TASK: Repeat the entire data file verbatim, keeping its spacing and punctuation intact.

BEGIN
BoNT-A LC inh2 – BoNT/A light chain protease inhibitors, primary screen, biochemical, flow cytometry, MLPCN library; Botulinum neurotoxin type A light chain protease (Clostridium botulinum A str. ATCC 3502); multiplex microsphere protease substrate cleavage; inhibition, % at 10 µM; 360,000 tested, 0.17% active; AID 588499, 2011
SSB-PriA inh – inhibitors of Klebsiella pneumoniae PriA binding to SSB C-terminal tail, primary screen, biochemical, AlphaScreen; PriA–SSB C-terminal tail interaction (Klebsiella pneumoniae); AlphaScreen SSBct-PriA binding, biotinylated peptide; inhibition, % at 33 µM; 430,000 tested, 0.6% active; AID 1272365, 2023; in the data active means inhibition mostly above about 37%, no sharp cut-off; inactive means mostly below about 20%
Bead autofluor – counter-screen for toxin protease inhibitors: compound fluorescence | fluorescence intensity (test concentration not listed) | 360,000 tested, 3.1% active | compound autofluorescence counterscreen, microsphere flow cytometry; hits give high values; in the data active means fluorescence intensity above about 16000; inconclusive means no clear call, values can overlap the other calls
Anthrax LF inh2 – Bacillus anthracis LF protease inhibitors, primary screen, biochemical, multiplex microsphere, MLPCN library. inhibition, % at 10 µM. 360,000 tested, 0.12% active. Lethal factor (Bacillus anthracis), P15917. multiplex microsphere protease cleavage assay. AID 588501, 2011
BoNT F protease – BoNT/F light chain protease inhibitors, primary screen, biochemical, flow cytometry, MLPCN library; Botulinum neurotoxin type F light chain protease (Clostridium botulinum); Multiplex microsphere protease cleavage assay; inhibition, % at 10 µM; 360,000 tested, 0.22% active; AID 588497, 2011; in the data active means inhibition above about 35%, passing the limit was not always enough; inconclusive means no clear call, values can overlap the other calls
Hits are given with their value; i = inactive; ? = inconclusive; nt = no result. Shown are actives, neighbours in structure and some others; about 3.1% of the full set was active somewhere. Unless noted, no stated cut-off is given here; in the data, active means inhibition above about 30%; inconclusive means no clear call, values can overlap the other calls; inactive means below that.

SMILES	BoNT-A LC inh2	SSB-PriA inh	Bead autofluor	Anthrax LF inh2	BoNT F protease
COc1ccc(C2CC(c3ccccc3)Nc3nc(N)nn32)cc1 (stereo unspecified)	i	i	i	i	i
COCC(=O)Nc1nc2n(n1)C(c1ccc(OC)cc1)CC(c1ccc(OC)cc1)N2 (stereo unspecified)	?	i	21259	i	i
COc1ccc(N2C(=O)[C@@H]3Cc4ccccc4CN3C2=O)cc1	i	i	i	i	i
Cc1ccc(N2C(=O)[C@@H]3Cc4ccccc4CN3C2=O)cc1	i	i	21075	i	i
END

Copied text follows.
BoNT-A LC inh2 – BoNT/A light chain protease inhibitors, primary screen, biochemical, flow cytometry, MLPCN library; Botulinum neurotoxin type A light chain protease (Clostridium botulinum A str. ATCC 3502); multiplex microsphere protease substrate cleavage; inhibition, % at 10 µM; 360,000 tested, 0.17% active; AID 588499, 2011
SSB-PriA inh – inhibitors of Klebsiella pneumoniae PriA binding to SSB C-terminal tail, primary screen, biochemical, AlphaScreen; PriA–SSB C-terminal tail interaction (Klebsiella pneumoniae); AlphaScreen SSBct-PriA binding, biotinylated peptide; inhibition, % at 33 µM; 430,000 tested, 0.6% active; AID 1272365, 2023; in the data active means inhibition mostly above about 37%, no sharp cut-off; inactive means mostly below about 20%
Bead autofluor – counter-screen for toxin protease inhibitors: compound fluorescence | fluorescence intensity (test concentration not listed) | 360,000 tested, 3.1% active | compound autofluorescence counterscreen, microsphere flow cytometry; hits give high values; in the data active means fluorescence intensity above about 16000; inconclusive means no clear call, values can overlap the other calls
Anthrax LF inh2 – Bacillus anthracis LF protease inhibitors, primary screen, biochemical, multiplex microsphere, MLPCN library. inhibition, % at 10 µM. 360,000 tested, 0.12% active. Lethal factor (Bacillus anthracis), P15917. multiplex microsphere protease cleavage assay. AID 588501, 2011
BoNT F protease – BoNT/F light chain protease inhibitors, primary screen, biochemical, flow cytometry, MLPCN library; Botulinum neurotoxin type F light chain protease (Clostridium botulinum); Multiplex microsphere protease cleavage assay; inhibition, % at 10 µM; 360,000 tested, 0.22% active; AID 588497, 2011; in the data active means inhibition above about 35%, passing the limit was not always enough; inconclusive means no clear call, values can overlap the other calls
Hits are given with their value; i = inactive; ? = inconclusive; nt = no result. Shown are actives, neighbours in structure and some others; about 3.1% of the full set was active somewhere. Unless noted, no stated cut-off is given here; in the data, active means inhibition above about 30%; inconclusive means no clear call, values can overlap the other calls; inactive means below that.

SMILES	BoNT-A LC inh2	SSB-PriA inh	Bead autofluor	Anthrax LF inh2	BoNT F protease
COc1ccc(C2CC(c3ccccc3)Nc3nc(N)nn32)cc1 (stereo unspecified)	i	i	i	i	i
COCC(=O)Nc1nc2n(n1)C(c1ccc(OC)cc1)CC(c1ccc(OC)cc1)N2 (stereo unspecified)	?	i	21259	i	i
COc1ccc(N2C(=O)[C@@H]3Cc4ccccc4CN3C2=O)cc1	i	i	i	i	i
Cc1ccc(N2C(=O)[C@@H]3Cc4ccccc4CN3C2=O)cc1	i	i	21075	i	i